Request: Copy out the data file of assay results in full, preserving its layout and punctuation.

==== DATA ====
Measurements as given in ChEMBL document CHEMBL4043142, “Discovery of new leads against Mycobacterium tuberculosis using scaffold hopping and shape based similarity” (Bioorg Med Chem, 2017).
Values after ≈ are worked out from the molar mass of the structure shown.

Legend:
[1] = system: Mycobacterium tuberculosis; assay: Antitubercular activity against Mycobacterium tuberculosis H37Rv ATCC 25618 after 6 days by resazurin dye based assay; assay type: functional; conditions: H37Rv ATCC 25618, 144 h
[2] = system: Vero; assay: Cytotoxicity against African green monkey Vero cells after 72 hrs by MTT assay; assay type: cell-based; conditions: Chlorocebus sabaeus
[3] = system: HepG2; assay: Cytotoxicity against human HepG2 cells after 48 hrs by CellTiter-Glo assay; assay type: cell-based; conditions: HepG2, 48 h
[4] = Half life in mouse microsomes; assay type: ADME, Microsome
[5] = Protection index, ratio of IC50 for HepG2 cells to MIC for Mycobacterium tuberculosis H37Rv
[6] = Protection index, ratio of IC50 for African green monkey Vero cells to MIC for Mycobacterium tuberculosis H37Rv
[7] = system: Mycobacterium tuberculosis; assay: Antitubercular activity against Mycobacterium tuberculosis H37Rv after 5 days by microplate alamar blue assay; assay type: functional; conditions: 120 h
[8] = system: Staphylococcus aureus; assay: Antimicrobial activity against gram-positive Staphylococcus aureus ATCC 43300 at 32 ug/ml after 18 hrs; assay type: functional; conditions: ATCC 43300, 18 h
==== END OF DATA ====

Measurements as given in ChEMBL document CHEMBL4043142, “Discovery of new leads against Mycobacterium tuberculosis using scaffold hopping and shape based similarity” (Bioorg Med Chem, 2017).
Values after ≈ are worked out from the molar mass of the structure shown.

Legend:
[1] = system: Mycobacterium tuberculosis; assay: Antitubercular activity against Mycobacterium tuberculosis H37Rv ATCC 25618 after 6 days by resazurin dye based assay; assay type: functional; conditions: H37Rv ATCC 25618, 144 h
[2] = system: Vero; assay: Cytotoxicity against African green monkey Vero cells after 72 hrs by MTT assay; assay type: cell-based; conditions: Chlorocebus sabaeus
[3] = system: HepG2; assay: Cytotoxicity against human HepG2 cells after 48 hrs by CellTiter-Glo assay; assay type: cell-based; conditions: HepG2, 48 h
[4] = Half life in mouse microsomes; assay type: ADME, Microsome
[5] = Protection index, ratio of IC50 for HepG2 cells to MIC for Mycobacterium tuberculosis H37Rv
[6] = Protection index, ratio of IC50 for African green monkey Vero cells to MIC for Mycobacterium tuberculosis H37Rv
[7] = system: Mycobacterium tuberculosis; assay: Antitubercular activity against Mycobacterium tuberculosis H37Rv after 5 days by microplate alamar blue assay; assay type: functional; conditions: 120 h
[8] = system: Staphylococcus aureus; assay: Antimicrobial activity against gram-positive Staphylococcus aureus ATCC 43300 at 32 ug/ml after 18 hrs; assay type: functional; conditions: ATCC 43300, 18 h